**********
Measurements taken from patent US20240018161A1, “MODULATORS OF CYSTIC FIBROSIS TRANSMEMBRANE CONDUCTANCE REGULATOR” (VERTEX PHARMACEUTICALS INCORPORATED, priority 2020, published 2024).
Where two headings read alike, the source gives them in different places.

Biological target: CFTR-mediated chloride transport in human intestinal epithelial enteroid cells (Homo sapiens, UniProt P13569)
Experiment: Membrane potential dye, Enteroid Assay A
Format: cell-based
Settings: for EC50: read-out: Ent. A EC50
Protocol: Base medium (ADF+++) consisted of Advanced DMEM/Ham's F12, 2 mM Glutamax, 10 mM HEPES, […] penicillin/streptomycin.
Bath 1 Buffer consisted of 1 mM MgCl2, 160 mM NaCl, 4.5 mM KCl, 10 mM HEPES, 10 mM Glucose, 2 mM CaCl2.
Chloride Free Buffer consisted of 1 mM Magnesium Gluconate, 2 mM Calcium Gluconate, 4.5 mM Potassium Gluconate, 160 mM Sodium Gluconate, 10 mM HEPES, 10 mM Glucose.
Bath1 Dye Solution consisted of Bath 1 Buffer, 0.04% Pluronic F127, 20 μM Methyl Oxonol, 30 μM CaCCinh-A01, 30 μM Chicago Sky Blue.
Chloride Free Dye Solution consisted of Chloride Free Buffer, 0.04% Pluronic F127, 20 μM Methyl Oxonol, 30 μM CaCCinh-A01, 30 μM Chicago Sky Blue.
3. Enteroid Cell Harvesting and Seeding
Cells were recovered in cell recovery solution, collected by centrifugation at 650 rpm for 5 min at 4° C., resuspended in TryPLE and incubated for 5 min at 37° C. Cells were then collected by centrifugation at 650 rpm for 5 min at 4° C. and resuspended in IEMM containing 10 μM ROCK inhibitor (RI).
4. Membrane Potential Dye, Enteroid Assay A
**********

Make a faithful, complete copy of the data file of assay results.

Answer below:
Measurements taken from patent US20240018161A1, “MODULATORS OF CYSTIC FIBROSIS TRANSMEMBRANE CONDUCTANCE REGULATOR” (VERTEX PHARMACEUTICALS INCORPORATED, priority 2020, published 2024).
Where two headings read alike, the source gives them in different places.

Biological target: CFTR-mediated chloride transport in human intestinal epithelial enteroid cells (Homo sapiens, UniProt P13569)
Experiment: Membrane potential dye, Enteroid Assay A
Format: cell-based
Settings: for EC50: read-out: Ent. A EC50
Protocol: Base medium (ADF+++) consisted of Advanced DMEM/Ham's F12, 2 mM Glutamax, 10 mM HEPES, […] penicillin/streptomycin.
Bath 1 Buffer consisted of 1 mM MgCl2, 160 mM NaCl, 4.5 mM KCl, 10 mM HEPES, 10 mM Glucose, 2 mM CaCl2.
Chloride Free Buffer consisted of 1 mM Magnesium Gluconate, 2 mM Calcium Gluconate, 4.5 mM Potassium Gluconate, 160 mM Sodium Gluconate, 10 mM HEPES, 10 mM Glucose.
Bath1 Dye Solution consisted of Bath 1 Buffer, 0.04% Pluronic F127, 20 μM Methyl Oxonol, 30 μM CaCCinh-A01, 30 μM Chicago Sky Blue.
Chloride Free Dye Solution consisted of Chloride Free Buffer, 0.04% Pluronic F127, 20 μM Methyl Oxonol, 30 μM CaCCinh-A01, 30 μM Chicago Sky Blue.
3. Enteroid Cell Harvesting and Seeding
Cells were recovered in cell recovery solution, collected by centrifugation at 650 rpm for 5 min at 4° C., resuspended in TryPLE and incubated for 5 min at 37° C. Cells were then collected by centrifugation at 650 rpm for 5 min at 4° C. and resuspended in IEMM containing 10 μM ROCK inhibitor (RI).
4. Membrane Potential Dye, Enteroid Assay A